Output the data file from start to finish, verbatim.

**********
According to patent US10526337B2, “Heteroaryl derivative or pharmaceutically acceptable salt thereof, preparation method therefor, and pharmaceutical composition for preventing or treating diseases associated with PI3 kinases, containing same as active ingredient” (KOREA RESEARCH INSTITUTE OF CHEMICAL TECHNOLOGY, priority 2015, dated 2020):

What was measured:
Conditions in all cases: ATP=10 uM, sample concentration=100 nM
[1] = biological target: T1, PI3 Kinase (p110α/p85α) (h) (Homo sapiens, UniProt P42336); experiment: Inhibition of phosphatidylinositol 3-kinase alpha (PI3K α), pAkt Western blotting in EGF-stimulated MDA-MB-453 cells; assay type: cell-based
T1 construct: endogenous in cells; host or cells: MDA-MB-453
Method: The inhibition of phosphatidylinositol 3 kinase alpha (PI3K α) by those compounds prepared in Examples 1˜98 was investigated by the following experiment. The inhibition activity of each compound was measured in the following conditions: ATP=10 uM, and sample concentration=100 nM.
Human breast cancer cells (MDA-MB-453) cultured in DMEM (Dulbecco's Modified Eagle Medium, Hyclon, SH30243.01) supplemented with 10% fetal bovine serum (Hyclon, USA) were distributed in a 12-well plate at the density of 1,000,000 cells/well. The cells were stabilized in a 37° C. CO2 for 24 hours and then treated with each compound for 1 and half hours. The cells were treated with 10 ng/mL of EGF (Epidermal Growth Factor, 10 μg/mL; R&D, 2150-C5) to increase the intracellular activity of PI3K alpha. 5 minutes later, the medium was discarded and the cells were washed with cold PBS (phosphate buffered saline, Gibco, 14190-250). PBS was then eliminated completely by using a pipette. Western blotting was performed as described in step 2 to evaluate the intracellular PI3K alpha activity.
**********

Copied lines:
According to patent US10526337B2, “Heteroaryl derivative or pharmaceutically acceptable salt thereof, preparation method therefor, and pharmaceutical composition for preventing or treating diseases associated with PI3 kinases, containing same as active ingredient” (KOREA RESEARCH INSTITUTE OF CHEMICAL TECHNOLOGY, priority 2015, dated 2020):

What was measured:
Conditions in all cases: ATP=10 uM, sample concentration=100 nM
[1] = biological target: T1, PI3 Kinase (p110α/p85α) (h) (Homo sapiens, UniProt P42336); experiment: Inhibition of phosphatidylinositol 3-kinase alpha (PI3K α), pAkt Western blotting in EGF-stimulated MDA-MB-453 cells; assay type: cell-based
T1 construct: endogenous in cells; host or cells: MDA-MB-453
Method: The inhibition of phosphatidylinositol 3 kinase alpha (PI3K α) by those compounds prepared in Examples 1˜98 was investigated by the following experiment. The inhibition activity of each compound was measured in the following conditions: ATP=10 uM, and sample concentration=100 nM.
Human breast cancer cells (MDA-MB-453) cultured in DMEM (Dulbecco's Modified Eagle Medium, Hyclon, SH30243.01) supplemented with 10% fetal bovine serum (Hyclon, USA) were distributed in a 12-well plate at the density of 1,000,000 cells/well. The cells were stabilized in a 37° C. CO2 for 24 hours and then treated with each compound for 1 and half hours. The cells were treated with 10 ng/mL of EGF (Epidermal Growth Factor, 10 μg/mL; R&D, 2150-C5) to increase the intracellular activity of PI3K alpha. 5 minutes later, the medium was discarded and the cells were washed with cold PBS (phosphate buffered saline, Gibco, 14190-250). PBS was then eliminated completely by using a pipette. Western blotting was performed as described in step 2 to evaluate the intracellular PI3K alpha activity.